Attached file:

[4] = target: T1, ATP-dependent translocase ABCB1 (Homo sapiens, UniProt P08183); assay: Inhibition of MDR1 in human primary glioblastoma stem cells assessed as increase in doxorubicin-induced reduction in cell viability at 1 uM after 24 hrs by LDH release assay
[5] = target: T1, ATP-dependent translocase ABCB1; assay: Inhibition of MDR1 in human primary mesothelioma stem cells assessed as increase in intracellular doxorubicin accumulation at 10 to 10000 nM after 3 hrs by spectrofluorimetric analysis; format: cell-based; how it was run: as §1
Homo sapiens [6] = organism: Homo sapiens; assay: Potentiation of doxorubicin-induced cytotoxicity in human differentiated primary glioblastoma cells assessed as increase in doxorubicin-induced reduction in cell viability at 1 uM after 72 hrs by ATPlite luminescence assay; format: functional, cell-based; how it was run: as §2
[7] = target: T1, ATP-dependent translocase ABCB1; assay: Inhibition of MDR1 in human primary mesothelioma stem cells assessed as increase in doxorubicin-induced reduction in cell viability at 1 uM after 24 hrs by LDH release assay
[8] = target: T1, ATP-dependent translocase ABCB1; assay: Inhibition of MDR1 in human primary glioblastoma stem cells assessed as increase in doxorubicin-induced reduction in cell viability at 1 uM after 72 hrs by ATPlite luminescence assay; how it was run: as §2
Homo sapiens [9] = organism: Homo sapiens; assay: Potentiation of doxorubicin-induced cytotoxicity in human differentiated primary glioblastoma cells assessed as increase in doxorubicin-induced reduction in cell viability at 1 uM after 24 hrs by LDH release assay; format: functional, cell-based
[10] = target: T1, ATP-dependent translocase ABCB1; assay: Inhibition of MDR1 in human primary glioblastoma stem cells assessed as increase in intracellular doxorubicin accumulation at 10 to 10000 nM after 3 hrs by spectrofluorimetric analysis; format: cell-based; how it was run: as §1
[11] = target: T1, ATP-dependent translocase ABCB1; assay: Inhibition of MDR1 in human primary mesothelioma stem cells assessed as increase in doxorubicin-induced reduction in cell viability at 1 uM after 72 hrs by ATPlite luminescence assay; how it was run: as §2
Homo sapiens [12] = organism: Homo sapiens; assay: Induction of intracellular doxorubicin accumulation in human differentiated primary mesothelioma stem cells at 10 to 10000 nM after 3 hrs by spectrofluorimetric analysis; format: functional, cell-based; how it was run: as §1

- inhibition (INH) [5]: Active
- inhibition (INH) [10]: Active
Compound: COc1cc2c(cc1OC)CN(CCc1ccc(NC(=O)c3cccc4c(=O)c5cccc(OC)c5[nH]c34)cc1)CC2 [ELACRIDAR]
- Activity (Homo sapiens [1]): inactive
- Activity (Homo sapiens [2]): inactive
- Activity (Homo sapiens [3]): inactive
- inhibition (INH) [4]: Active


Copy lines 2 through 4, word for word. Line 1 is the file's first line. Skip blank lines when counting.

[5] = target: T1, ATP-dependent translocase ABCB1; assay: Inhibition of MDR1 in human primary mesothelioma stem cells assessed as increase in intracellular doxorubicin accumulation at 10 to 10000 nM after 3 hrs by spectrofluorimetric analysis; format: cell-based; how it was run: as §1
Homo sapiens [6] = organism: Homo sapiens; assay: Potentiation of doxorubicin-induced cytotoxicity in human differentiated primary glioblastoma cells assessed as increase in doxorubicin-induced reduction in cell viability at 1 uM after 72 hrs by ATPlite luminescence assay; format: functional, cell-based; how it was run: as §2
[7] = target: T1, ATP-dependent translocase ABCB1; assay: Inhibition of MDR1 in human primary mesothelioma stem cells assessed as increase in doxorubicin-induced reduction in cell viability at 1 uM after 24 hrs by LDH release assay